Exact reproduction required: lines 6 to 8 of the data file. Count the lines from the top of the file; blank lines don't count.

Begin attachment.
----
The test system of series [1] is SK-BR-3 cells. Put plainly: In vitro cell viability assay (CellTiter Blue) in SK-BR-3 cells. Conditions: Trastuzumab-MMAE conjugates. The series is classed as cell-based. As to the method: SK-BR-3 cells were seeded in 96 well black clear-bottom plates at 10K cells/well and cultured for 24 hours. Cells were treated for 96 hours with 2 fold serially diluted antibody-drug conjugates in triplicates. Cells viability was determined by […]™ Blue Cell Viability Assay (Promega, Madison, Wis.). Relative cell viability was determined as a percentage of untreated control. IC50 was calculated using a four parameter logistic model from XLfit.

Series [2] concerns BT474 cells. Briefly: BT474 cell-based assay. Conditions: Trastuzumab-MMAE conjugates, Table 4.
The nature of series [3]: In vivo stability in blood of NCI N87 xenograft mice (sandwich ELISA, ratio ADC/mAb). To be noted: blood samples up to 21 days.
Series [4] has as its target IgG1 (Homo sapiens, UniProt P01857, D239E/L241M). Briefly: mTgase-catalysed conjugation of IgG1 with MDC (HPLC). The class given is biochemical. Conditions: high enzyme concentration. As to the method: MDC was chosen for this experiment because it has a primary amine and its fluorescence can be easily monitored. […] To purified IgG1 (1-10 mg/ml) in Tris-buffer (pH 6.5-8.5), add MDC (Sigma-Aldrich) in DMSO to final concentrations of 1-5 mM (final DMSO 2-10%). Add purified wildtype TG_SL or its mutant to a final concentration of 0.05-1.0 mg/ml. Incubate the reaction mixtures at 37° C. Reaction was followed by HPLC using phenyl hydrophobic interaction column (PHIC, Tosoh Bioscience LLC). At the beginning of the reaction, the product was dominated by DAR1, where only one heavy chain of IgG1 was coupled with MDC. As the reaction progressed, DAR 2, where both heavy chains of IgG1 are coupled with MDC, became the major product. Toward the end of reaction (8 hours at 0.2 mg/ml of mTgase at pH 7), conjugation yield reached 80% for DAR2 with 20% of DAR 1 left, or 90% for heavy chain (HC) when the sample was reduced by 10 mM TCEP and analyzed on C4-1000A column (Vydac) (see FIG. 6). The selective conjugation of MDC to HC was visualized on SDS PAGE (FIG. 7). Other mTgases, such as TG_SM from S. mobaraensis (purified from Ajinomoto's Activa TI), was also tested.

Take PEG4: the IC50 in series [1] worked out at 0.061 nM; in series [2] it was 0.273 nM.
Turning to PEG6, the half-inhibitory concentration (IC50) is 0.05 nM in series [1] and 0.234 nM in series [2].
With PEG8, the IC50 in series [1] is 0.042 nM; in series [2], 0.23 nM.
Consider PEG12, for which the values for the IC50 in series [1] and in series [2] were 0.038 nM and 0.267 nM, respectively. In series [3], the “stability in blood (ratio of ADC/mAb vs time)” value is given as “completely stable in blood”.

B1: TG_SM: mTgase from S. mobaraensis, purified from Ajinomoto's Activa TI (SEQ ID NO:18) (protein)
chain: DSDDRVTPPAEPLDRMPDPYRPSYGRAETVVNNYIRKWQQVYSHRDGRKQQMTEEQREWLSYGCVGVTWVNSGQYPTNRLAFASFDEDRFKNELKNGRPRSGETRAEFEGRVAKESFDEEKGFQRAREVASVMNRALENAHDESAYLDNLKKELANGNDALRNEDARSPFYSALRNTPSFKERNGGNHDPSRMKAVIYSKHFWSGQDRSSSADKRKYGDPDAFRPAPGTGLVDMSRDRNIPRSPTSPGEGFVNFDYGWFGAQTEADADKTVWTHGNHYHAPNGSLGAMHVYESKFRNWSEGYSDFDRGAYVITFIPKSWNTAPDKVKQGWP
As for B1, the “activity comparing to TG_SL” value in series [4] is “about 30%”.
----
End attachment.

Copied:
Turning to PEG6, the half-inhibitory concentration (IC50) is 0.05 nM in series [1] and 0.234 nM in series [2].
With PEG8, the IC50 in series [1] is 0.042 nM; in series [2], 0.23 nM.
Consider PEG12, for which the values for the IC50 in series [1] and in series [2] were 0.038 nM and 0.267 nM, respectively. In series [3], the “stability in blood (ratio of ADC/mAb vs time)” value is given as “completely stable in blood”.